Can We Forgive When There Is No Justice?
As a sexual assault survivor, I have an interest in cases of rape that make the news. Recently, here in Indianapolis, a man was convicted of several sex offenses, including rape. But there was no justice--the male judge looked at the victim and told her she had to forgive her attacker and move on, then sentenced her rapist to eight years of house arrest.
That judge has no idea what he asked her to do. But it raises an important question: Can we forgive when there is no justice?
The Health Benefits of Forgiveness
Forgiveness is literally beneficial for one's health. I did an article on this a few years ago, and learned several things. Among them:
- A University of Massachusetts study found that forgiveness may aid cardiovascular health.
- A University of Wisconsin-Madison study found that it may alleviate coronary artery disease.
- An East Tennessee State University study found that it may play a role in health and life satisfaction for people with traumatic spinal cord injury.
- A South African study found that lack of forgiveness can be a predictor of psychiatric illness.
My therapist had a creative way of explaining justice and forgiveness to me. Let's say we're in a small town with one sheriff and two jail cells. A crime is committed and the sheriff arrests the criminal. The problem is that as long as the sheriff has the criminal in custody, the sheriff is in jail as well, guarding the prisoner and making sure the prisoner doesn't escape. Forgiveness is when the sheriff turns the criminal over to the big city marshal to be judged.
What Alcoholic's Anonymous has Taught me about Forgiveness
Chapter Five of the Big Book of Alcoholics Anonymous reads: “This was our course: We realized that the people who wronged us were perhaps spiritually sick. Though we did not like their symptoms and the way these disturbed us, they, like ourselves, were sick too. We asked God to help us show them the same tolerance, pity, and patience that we would cheerfully grant a sick friend. When a person offended we said to ourselves, ‘This is a sick man. How can I be helpful to him? God save me from being angry. Thy will be done.’”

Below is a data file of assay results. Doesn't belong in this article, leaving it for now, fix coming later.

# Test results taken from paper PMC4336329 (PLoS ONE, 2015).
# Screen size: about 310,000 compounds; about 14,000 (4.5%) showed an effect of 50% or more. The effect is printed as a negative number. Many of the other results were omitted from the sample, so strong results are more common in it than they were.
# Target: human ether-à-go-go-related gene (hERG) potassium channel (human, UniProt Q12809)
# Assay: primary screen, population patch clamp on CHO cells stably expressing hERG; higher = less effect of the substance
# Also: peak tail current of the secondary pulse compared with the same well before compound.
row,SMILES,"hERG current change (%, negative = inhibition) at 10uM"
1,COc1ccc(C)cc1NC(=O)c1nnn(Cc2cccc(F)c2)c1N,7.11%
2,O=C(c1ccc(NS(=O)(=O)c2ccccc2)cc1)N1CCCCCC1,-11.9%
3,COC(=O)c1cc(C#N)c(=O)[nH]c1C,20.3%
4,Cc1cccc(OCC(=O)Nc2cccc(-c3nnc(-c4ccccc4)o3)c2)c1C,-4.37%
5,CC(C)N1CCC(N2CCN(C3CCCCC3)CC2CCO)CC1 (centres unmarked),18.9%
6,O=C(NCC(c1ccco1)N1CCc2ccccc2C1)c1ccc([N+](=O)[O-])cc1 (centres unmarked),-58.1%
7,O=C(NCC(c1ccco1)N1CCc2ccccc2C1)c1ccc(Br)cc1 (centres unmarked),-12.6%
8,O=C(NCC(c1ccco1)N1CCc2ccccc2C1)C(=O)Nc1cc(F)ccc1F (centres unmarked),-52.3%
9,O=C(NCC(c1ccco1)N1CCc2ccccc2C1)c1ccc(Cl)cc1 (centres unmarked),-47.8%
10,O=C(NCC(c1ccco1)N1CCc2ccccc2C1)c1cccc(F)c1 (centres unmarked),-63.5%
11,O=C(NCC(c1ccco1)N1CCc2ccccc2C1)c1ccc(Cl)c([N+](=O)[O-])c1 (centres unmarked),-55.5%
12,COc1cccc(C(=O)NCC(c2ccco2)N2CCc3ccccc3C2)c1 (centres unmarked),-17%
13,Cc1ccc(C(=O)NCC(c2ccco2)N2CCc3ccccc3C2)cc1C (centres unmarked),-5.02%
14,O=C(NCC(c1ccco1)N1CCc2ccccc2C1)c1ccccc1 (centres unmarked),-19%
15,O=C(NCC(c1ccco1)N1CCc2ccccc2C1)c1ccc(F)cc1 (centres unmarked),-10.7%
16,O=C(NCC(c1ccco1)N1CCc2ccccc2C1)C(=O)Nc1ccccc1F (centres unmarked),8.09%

Whoever angers me controls me, and whoever controls me destroys me. The Big Book reads :“Resentment is the ‘number one’ offender. It destroys more alcoholics than anything else. From it stem all forms of spiritual disease, for we have been not only mentally and physically ill, we have been spiritually sick. When the spiritual malady is overcome, we straighten out mentally and physically.”
As I said in a previous More Than Borderline post, "People with borderline personality disorder (BPD) are the same way. We’re sick, and our number one killer is resentment. Resentment causes us to resort to unhealthy coping skills such as drinking, binging and purging, and self-injuring. Remove the resentment and everything else falls into place."
Spirituality Plays a Role in Forgiveness
PubMed.gov contains a review of studies on forgiveness. "People are more forgiving toward transgressors if they see themselves as capable of committing similar offenses," the study reads. "Three factors mediated the link between personal capability and forgiveness: seeing the other's offense as less severe, greater empathic understanding, and perceiving oneself as similar to the transgressor. In terms of predicting forgiveness, it was important that people's own offenses were similar to the target offense in terms of both severity and type."
In other words, we can forgive because we, too, are sick people. We can forgive even when there is no justice because we, too, are capable of hurting other people. We can forgive when there is no justice because deep inside, we're all human beings.
Oberg, B. (2014, May 20). Can We Forgive When There Is No Justice?, HealthyPlace. Retrieved on 2022, January 26 from https://www.healthyplace.com/blogs/borderline/2014/05/can-we-forgive-when-there-is-no-justice
Author: Becky Oberg
So true. Thank you, Becky, for your insightful post. I value your truth and insight. Love, Linda Dixon, FMC